Challenges liberals and conservatives alike, as Hook pierces to the heart of momentous issues: human rights, racial equality, cultural freedom, and the separation of ethical behavior from religious belief.
Philosophy and human conduct.--Moral freedom in a determined world.--The ethical theory of John Dewey.--The new failure of nerve.--Religion and the intellectuals.--An open letter to Sidney Hook: a defense of religious faith, by E. van den Haag.--Modern knowledge and the concept of God.--Two types of existentialist religion and ethics.--The quest for "being."--Naturalism and first principles.--Nature and the human spirit.--Scientific knowledge and philosophical "knowledge."--Materialism and idealism.--Are religious dogmas cognitive?
John Dewey and the spirit of pragmatism, by H. M. Kallen.--Dewey and art, by I. Edman.--Instrumantalism and the history of philosophy, by G. Boas.--Culture and personality, by L. K. Frank.--Social inquiry and social doctrine, by H. L. Friess.--Dewey's theories of legal reasoning and valuation, by S. Ratner.--John Dewey and education, by J. L. Childs.--Dewey's revision of Jefferson, by M. R. Konvitz.--Laity and prelacy in American democracy, by H. W. Schneider.--Organized labor and the Dewey philosophy, by M. Starr.--The desirable and emotive (...) in Dewey's ethics, by S. Hook.--John Dewey's theory of inquiry, by F. Kaufman.--Dewey's theory of natural science, by E. Nagel.--Concerning a certain Deweyan conception of metaphysics, by A. Hofstadter.--Dewey's theory of language and meaning, by P. D. Wienpahl.--Language, rules, and behavior, by W. Sellars.--The analytic and the synthetic: an untenable dualism, by M. G. White.--John Dewey and Karl Marx, by J. Cork.--Dewey in Mexico, by J. T. Farrell. (shrink)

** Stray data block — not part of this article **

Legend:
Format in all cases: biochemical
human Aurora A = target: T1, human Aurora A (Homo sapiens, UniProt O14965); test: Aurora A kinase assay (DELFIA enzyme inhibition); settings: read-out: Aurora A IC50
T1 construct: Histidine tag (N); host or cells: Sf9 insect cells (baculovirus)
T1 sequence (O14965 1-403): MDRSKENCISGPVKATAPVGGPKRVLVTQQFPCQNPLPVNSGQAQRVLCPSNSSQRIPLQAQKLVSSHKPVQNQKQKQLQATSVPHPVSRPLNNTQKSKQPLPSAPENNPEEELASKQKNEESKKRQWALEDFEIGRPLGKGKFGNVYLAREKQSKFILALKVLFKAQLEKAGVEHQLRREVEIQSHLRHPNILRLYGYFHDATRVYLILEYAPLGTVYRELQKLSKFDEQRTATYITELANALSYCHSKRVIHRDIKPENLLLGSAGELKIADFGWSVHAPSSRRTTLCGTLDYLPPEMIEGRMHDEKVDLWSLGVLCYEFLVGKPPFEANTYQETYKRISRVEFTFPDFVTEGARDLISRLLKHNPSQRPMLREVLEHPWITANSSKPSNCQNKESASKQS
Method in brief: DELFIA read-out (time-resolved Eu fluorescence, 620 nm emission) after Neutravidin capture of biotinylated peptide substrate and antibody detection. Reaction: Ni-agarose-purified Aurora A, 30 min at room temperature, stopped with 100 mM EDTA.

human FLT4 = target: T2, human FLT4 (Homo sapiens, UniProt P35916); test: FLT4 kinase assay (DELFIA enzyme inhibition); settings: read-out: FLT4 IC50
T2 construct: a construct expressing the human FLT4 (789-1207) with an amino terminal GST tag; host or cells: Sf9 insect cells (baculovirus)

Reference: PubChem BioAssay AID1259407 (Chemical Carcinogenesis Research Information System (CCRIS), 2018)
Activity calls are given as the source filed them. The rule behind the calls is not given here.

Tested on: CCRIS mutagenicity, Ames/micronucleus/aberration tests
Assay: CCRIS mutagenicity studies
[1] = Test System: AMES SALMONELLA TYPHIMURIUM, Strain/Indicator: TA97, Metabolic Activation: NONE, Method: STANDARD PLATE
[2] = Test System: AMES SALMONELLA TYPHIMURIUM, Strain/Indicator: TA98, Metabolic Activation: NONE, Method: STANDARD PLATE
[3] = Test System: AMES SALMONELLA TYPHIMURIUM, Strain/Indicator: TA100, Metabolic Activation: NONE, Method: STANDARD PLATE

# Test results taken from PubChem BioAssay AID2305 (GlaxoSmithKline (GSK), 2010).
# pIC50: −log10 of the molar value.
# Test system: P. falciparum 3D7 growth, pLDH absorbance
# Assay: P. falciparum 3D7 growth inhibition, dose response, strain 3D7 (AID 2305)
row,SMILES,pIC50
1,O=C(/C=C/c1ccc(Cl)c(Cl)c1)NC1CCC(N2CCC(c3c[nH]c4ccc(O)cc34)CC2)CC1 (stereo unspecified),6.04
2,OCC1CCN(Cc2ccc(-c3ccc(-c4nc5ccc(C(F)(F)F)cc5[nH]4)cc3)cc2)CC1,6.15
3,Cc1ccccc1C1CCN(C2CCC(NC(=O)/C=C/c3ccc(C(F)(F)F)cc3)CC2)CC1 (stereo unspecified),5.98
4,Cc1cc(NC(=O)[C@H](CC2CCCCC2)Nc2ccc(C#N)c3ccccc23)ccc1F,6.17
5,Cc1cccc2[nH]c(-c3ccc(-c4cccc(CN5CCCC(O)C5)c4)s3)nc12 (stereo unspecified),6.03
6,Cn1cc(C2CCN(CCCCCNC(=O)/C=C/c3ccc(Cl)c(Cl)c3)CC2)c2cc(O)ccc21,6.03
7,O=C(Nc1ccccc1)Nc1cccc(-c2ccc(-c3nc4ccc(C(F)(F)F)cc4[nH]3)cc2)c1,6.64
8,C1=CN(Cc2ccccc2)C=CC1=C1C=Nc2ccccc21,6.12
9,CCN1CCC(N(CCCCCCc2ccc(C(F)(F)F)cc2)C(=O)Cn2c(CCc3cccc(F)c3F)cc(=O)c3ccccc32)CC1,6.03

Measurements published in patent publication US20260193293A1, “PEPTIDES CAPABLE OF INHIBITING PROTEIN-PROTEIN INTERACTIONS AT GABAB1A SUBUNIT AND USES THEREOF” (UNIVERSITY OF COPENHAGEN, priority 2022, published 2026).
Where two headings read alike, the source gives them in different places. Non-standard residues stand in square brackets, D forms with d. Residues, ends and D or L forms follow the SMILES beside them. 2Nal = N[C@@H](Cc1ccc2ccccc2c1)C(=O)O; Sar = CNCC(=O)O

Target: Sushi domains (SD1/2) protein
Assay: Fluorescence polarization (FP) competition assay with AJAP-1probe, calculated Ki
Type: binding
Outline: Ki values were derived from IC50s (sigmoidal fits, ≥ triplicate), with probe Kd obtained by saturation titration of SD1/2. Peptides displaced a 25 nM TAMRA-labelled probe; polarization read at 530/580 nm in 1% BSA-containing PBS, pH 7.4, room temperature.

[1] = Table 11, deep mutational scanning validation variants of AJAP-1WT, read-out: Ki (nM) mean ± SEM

Professor [H.W.] Sheldon's critique of contemporary naturalism as professed in the volume Naturalism and the Human Spirit consists of one central "accusation": naturalism is materialism pure and simple. This charge is supported by his further claim that since the scientific method naturalists espouse for acquiring reliable knowledge of nature is incapable of yielding knowledge of the mental or spiritual "nature" for the naturalist is definitionally limited to "physical nature." He therefore concludes that instead of being a philosophy which can settle (...) age-old conflicts between materialism and idealism, naturalism is no more than a partisan standpoint, and contributes no new philosophical synthesis. ... (shrink)